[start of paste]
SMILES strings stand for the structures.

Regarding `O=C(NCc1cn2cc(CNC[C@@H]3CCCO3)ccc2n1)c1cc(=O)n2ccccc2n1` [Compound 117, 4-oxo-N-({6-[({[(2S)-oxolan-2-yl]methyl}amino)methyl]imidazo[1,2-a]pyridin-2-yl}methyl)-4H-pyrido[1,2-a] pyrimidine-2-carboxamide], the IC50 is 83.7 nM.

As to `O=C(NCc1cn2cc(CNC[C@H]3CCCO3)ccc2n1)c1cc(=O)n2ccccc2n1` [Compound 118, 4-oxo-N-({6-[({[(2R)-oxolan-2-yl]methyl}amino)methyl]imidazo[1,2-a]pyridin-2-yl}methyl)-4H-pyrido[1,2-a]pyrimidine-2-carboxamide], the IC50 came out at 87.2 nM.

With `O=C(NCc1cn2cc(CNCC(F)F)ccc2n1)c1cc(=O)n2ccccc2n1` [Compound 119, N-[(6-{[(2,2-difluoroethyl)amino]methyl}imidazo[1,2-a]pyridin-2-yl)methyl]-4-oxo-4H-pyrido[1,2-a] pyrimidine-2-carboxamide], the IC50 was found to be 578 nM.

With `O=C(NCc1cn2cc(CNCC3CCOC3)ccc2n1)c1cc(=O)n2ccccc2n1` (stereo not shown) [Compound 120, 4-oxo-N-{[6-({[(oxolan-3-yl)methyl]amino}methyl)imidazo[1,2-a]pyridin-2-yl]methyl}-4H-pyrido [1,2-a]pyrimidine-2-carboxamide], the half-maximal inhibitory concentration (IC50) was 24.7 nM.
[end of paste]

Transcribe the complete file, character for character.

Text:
SMILES strings stand for the structures.

Regarding `O=C(NCc1cn2cc(CNC[C@@H]3CCCO3)ccc2n1)c1cc(=O)n2ccccc2n1` [Compound 117, 4-oxo-N-({6-[({[(2S)-oxolan-2-yl]methyl}amino)methyl]imidazo[1,2-a]pyridin-2-yl}methyl)-4H-pyrido[1,2-a] pyrimidine-2-carboxamide], the IC50 is 83.7 nM.

As to `O=C(NCc1cn2cc(CNC[C@H]3CCCO3)ccc2n1)c1cc(=O)n2ccccc2n1` [Compound 118, 4-oxo-N-({6-[({[(2R)-oxolan-2-yl]methyl}amino)methyl]imidazo[1,2-a]pyridin-2-yl}methyl)-4H-pyrido[1,2-a]pyrimidine-2-carboxamide], the IC50 came out at 87.2 nM.

With `O=C(NCc1cn2cc(CNCC(F)F)ccc2n1)c1cc(=O)n2ccccc2n1` [Compound 119, N-[(6-{[(2,2-difluoroethyl)amino]methyl}imidazo[1,2-a]pyridin-2-yl)methyl]-4-oxo-4H-pyrido[1,2-a] pyrimidine-2-carboxamide], the IC50 was found to be 578 nM.

With `O=C(NCc1cn2cc(CNCC3CCOC3)ccc2n1)c1cc(=O)n2ccccc2n1` (stereo not shown) [Compound 120, 4-oxo-N-{[6-({[(oxolan-3-yl)methyl]amino}methyl)imidazo[1,2-a]pyridin-2-yl]methyl}-4H-pyrido [1,2-a]pyrimidine-2-carboxamide], the half-maximal inhibitory concentration (IC50) was 24.7 nM.